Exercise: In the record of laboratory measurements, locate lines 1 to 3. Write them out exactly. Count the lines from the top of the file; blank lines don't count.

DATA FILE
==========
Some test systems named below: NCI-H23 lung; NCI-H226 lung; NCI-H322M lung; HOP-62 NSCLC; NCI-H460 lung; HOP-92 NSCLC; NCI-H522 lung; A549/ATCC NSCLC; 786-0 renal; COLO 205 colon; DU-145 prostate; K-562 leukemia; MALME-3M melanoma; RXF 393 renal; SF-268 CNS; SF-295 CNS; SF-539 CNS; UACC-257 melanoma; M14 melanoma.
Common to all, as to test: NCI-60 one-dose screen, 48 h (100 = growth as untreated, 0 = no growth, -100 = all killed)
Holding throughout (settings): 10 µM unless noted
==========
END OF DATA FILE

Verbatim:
Some test systems named below: NCI-H23 lung; NCI-H226 lung; NCI-H322M lung; HOP-62 NSCLC; NCI-H460 lung; HOP-92 NSCLC; NCI-H522 lung; A549/ATCC NSCLC; 786-0 renal; COLO 205 colon; DU-145 prostate; K-562 leukemia; MALME-3M melanoma; RXF 393 renal; SF-268 CNS; SF-295 CNS; SF-539 CNS; UACC-257 melanoma; M14 melanoma.
Common to all, as to test: NCI-60 one-dose screen, 48 h (100 = growth as untreated, 0 = no growth, -100 = all killed)
Holding throughout (settings): 10 µM unless noted